Go Back  HuntingNet.com Forums > Outdoor Gear > Trail Cameras
Can a camera still see if the no-glow IR LEDs are two feet away? >

Can a camera still see if the no-glow IR LEDs are two feet away?

Trail Cameras Post your trail cam photos, reviews, tips, and suggestions here.

Can a camera still see if the no-glow IR LEDs are two feet away?

Old 02-14-2017, 07:39 PM
  #1  
Spike
Thread Starter
 
Join Date: Feb 2017
Posts: 1
Default Can a camera still see if the no-glow IR LEDs are two feet away?

I have never purchased a game/trail cam and would like to learn from those who have.

Here's what I understand:
1. Some game/trail cameras can work in near or total darkness.
2. Some don't emit any glow at all. I understand they work by "infrared".
3. When you buy a no-glow cam, both the IR LEDs and the camera/lens are conveniently housed in one unit.

I'm considering starting a small project where I have my camera and the no-glow IR LEDs in separate locations. Will this work? Can the no-glow IR LEDs be, say, 2 feet away from the camera?

The model that i have in my mind is that no-glow IR LEDs work like, say, a regular flashlight. You don't need the beam of light to be coming exactly from the same angle as your eyeballs. A friend 5 feet to your right can be holding the flashlight and can be pointing it in front of you two, and yet you (your eyes) can still benefit from the light. The light just has to bounce back into your eyes. Is my model correct? Do no-glow IR LEDs work like that?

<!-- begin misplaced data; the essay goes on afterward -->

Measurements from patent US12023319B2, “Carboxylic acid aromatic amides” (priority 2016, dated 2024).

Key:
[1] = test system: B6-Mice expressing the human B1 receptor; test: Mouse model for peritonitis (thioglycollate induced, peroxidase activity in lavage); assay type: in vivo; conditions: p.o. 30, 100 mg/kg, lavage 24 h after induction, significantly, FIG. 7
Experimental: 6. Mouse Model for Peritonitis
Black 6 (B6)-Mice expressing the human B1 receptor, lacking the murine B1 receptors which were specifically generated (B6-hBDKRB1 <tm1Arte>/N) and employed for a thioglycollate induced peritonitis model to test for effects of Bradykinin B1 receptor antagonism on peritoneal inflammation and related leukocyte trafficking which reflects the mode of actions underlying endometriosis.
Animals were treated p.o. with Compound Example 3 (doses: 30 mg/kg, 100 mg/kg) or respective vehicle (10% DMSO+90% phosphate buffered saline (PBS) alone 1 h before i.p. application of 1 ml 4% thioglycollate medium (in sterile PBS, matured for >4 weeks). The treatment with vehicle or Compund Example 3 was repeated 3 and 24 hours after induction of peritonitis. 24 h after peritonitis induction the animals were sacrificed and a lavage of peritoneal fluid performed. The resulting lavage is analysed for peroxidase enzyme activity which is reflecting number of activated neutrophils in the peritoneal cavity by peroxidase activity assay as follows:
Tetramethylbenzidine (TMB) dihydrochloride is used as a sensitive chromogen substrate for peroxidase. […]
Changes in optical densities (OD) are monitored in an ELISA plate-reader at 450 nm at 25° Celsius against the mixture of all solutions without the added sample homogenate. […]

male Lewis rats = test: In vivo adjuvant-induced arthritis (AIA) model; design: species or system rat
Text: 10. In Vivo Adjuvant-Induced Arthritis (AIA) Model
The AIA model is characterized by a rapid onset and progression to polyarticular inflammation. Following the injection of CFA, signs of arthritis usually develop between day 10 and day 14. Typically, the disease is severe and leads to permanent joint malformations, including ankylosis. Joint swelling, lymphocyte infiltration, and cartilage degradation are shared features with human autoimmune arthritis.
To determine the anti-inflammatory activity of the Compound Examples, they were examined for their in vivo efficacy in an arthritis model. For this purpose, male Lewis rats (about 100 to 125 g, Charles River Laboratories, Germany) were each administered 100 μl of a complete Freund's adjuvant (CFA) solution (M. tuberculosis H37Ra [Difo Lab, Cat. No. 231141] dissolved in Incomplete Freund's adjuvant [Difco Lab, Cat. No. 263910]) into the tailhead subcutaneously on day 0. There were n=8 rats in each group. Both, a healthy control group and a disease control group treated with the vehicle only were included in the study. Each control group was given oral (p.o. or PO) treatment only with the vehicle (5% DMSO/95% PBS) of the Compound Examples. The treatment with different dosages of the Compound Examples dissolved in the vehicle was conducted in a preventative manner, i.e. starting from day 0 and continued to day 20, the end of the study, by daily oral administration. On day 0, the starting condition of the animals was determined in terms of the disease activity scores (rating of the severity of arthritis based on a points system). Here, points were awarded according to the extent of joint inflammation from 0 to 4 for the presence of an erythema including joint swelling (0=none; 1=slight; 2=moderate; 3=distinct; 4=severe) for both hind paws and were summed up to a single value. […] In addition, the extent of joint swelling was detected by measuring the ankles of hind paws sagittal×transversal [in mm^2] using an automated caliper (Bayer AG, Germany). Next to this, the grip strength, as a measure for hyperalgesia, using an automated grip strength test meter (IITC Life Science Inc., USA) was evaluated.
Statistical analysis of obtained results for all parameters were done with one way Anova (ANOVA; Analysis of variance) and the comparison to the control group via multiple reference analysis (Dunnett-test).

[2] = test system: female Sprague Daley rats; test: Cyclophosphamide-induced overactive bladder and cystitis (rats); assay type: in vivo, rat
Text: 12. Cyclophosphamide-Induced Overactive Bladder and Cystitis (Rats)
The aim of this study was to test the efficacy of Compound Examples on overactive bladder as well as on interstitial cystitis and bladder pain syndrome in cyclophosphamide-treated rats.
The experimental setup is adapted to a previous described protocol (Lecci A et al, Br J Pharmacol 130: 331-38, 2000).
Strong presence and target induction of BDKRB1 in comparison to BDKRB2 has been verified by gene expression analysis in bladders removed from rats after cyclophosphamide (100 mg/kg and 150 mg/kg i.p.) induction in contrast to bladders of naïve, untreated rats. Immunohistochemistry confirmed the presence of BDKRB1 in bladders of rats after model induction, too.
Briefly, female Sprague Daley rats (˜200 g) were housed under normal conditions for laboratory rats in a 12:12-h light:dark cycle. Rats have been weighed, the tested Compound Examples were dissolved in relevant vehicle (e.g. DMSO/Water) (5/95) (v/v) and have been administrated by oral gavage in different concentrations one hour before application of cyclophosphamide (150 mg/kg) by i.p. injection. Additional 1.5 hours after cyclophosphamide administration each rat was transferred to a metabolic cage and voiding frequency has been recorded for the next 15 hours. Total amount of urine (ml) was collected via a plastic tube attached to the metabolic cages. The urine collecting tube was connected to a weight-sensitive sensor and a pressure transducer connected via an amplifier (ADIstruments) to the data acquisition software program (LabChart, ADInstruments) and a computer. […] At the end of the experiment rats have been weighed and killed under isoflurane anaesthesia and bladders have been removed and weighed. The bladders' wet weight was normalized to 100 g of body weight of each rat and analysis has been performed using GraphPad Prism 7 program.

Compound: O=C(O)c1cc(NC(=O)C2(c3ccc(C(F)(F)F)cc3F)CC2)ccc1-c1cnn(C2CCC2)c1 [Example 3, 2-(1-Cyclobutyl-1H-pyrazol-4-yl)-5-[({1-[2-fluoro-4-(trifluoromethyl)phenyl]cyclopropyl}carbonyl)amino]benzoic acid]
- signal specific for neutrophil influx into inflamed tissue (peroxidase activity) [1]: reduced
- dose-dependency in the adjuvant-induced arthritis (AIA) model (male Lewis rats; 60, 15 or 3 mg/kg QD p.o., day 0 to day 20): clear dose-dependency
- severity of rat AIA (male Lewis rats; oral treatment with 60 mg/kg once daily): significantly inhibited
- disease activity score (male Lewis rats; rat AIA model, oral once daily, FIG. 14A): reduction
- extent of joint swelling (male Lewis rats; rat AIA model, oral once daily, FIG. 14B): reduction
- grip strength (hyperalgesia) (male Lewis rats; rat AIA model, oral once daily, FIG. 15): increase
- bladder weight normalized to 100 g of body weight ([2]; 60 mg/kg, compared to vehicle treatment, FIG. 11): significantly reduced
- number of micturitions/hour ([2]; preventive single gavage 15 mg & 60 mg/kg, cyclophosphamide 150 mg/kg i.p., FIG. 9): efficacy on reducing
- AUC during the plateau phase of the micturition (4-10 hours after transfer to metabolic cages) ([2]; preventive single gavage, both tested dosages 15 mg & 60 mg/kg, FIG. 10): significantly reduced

P.S. In case you're curious, my project involves having no-glow LEDs in various places of a small "room" (5 feet by 3 feet by 4 feet) and several cameras in other places in the same room.

Last edited by goodwillhunter; 02-19-2017 at 11:53 AM.
goodwillhunter is offline  
Old 02-19-2017, 04:31 AM
  #2  
Nontypical Buck
 
MudderChuck's Avatar
 
Join Date: Apr 2015
Location: Germany/Calif.
Posts: 2,241
Default

The IR light source doesn't have to be anywhere near the camera (or optics) within reason.

One consideration is matching the light output to the camera.

My experience is with military optics and not trail cams per say. But too much light can wash out optics, to little light and the results are less than optimum.

It also depends on what you are trying to illuminate, some things absorb IR light, while some reflect it. to various degrees.

I have no idea if trail cams have built in light meters, doubt it. More likely the light emitters are roughly matched to the camera.
MudderChuck is offline  

Posting Rules
You may not post new threads
You may not post replies
You may not post attachments
You may not edit your posts

BB code is On
Smilies are On
[IMG] code is On
HTML code is Off
Trackbacks are On
Pingbacks are On
Refbacks are Off


Contact Us - Archive - Advertising - Cookie Policy - Privacy Statement - Terms of Service - Do Not Sell My Personal Information

Copyright 2018 MH Sub I, LLC dba Internet Brands. All rights reserved. Use of this site indicates your consent to the Terms of Use.